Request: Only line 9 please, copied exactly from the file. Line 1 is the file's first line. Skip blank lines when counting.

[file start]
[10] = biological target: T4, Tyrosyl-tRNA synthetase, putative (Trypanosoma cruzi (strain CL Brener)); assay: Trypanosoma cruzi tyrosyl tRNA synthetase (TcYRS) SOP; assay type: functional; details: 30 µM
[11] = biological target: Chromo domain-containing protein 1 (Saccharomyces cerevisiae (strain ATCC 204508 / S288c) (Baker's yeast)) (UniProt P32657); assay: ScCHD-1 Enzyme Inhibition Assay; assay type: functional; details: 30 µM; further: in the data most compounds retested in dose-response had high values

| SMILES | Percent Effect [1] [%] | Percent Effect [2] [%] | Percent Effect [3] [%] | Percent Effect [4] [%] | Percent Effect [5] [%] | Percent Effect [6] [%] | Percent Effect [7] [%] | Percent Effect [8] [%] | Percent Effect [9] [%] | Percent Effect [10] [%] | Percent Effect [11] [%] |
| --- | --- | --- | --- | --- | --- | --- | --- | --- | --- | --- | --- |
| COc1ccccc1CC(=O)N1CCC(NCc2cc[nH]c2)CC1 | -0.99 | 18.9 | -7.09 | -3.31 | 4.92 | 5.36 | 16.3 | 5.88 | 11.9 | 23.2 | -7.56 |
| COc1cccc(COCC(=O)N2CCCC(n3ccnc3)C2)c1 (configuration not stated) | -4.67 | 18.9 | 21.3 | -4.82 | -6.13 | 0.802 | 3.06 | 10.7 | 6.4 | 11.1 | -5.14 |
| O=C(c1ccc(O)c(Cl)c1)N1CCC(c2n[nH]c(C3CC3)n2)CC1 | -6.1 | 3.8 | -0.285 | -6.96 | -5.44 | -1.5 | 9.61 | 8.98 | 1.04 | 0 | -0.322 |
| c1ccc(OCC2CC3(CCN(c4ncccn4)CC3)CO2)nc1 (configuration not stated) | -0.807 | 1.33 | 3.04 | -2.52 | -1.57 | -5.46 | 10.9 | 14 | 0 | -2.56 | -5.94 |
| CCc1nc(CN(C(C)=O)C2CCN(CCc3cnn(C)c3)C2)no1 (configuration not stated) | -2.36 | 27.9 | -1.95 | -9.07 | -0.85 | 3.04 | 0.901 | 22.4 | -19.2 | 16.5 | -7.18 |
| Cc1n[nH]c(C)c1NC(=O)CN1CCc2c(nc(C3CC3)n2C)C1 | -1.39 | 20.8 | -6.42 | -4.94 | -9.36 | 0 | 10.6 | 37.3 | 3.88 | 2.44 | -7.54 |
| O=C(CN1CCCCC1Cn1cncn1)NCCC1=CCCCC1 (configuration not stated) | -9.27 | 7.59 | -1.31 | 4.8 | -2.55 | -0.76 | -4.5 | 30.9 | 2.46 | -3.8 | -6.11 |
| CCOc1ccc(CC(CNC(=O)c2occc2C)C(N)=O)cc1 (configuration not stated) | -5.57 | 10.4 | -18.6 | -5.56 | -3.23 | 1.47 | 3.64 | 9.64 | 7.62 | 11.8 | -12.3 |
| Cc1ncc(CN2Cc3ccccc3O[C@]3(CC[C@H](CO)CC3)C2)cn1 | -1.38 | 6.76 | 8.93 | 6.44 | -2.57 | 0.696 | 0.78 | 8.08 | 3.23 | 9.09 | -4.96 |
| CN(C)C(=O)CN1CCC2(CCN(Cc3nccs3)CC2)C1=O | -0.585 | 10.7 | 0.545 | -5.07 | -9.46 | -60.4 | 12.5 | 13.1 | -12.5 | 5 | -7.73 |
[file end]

| CCc1nc(CN(C(C)=O)C2CCN(CCc3cnn(C)c3)C2)no1 (configuration not stated) | -2.36 | 27.9 | -1.95 | -9.07 | -0.85 | 3.04 | 0.901 | 22.4 | -19.2 | 16.5 | -7.18 |